We believe our current contract manufacturers have the capacity to meet our needs through 2010. We are in the process of bringing on line a second contract manufacturer for the manufacture of our Aquamantys single-use handheld devices. We believe this additional manufacturer, together with our current manufacturer, will be able to provide sufficient capacity to meet our needs for our Aquamantys single-use handheld devices through 2010. In addition to the contract manufacturers, we expect to have in-house pilot-line capability in our new facility which we expect to be constructed by the end of 2008. We believe this in-house pilot line capability will enhance our ability to quickly bring new products to market by allowing our engineers and quality staff to develop the manufacturing process prior to engaging the contract manufacturers.

Our Aquamantys RF generator is made in Germany by a contract manufacturer to our custom specifications. Our supply agreement with this vendor includes provisions for warranty and service. The agreement also states that in the event the current supplier cannot meet our production needs in the future, the current supplier will take all measures necessary to enable us to transfer the manufacturing to a new supplier.

The majority of our product components are purchased directly by our contract manufacturers, but some of the more expensive, complex or long-lead time components may be purchased by us and transferred to our contract manufacturers during the startup phase of a product’s life. Most of our components are single-sourced;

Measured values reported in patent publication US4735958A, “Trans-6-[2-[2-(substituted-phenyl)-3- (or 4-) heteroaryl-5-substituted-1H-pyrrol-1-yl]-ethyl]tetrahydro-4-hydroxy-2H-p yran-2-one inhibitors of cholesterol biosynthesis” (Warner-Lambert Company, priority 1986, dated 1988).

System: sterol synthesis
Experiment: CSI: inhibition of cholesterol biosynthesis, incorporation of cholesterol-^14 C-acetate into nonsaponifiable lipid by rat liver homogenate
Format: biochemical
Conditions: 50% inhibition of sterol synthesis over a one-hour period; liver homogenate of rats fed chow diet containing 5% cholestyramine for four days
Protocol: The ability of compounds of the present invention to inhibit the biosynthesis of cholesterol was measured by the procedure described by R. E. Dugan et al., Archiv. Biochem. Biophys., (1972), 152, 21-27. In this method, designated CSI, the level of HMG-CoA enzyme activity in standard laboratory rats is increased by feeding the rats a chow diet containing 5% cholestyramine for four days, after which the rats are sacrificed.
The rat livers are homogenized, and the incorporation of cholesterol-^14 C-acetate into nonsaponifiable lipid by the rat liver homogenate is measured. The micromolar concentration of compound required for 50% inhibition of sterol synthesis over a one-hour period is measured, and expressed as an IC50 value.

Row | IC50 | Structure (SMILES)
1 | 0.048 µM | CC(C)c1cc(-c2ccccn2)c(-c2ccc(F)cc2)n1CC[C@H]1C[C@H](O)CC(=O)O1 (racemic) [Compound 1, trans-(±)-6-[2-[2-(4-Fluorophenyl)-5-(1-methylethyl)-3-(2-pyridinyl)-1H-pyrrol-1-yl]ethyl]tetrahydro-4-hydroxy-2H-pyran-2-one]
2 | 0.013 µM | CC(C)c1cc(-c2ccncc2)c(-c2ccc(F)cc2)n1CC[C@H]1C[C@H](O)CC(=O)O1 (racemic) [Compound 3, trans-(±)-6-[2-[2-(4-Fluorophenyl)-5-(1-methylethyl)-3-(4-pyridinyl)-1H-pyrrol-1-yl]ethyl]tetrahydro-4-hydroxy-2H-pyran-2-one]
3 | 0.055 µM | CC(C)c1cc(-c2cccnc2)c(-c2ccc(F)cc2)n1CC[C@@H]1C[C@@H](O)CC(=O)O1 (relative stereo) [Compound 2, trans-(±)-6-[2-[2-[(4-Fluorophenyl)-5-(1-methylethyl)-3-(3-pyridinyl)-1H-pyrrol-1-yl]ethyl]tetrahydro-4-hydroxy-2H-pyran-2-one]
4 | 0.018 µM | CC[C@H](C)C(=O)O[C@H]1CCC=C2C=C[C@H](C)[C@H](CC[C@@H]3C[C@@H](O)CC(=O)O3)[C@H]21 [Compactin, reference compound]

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however, we do not anticipate any difficulty identifying additional suppliers, if necessary. We own the molds and fixtures used to make components, and we believe that we can transfer such tooling to a new supplier without disrupting the production of finished single-use handheld devices.

We believe that our quality assurance systems are in compliance with the Quality System Regulation, or QSR mandated by the FDA. For sales of products outside the United States, we believe that our products and quality systems are in compliance with the current quality management standard, ISO 13485:2003 for medical devices.

Competition

The medical device industry is highly competitive, subject to rapid technological change and significantly affected by new product introductions and activities of other market participants. Our currently marketed products are, and any future products we commercialize will be, subject to intense competition. We believe the principal competitive factors in our markets include:

 

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safety and efficacy;

 

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ease of use;